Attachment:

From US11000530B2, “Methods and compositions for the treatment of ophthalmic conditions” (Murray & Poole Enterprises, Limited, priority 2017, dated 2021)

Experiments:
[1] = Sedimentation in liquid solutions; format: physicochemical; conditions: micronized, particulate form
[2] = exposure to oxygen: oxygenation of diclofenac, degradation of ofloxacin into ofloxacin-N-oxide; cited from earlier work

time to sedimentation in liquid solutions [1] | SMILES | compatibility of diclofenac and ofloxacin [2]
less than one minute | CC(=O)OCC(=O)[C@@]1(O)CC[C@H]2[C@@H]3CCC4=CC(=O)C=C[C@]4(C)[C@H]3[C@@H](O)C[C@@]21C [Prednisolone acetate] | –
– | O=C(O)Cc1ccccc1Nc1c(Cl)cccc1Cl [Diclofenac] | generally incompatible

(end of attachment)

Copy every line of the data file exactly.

From US11000530B2, “Methods and compositions for the treatment of ophthalmic conditions” (Murray & Poole Enterprises, Limited, priority 2017, dated 2021)

Experiments:
[1] = Sedimentation in liquid solutions; format: physicochemical; conditions: micronized, particulate form
[2] = exposure to oxygen: oxygenation of diclofenac, degradation of ofloxacin into ofloxacin-N-oxide; cited from earlier work

time to sedimentation in liquid solutions [1] | SMILES | compatibility of diclofenac and ofloxacin [2]
less than one minute | CC(=O)OCC(=O)[C@@]1(O)CC[C@H]2[C@@H]3CCC4=CC(=O)C=C[C@]4(C)[C@H]3[C@@H](O)C[C@@]21C [Prednisolone acetate] | –
– | O=C(O)Cc1ccccc1Nc1c(Cl)cccc1Cl [Diclofenac] | generally incompatible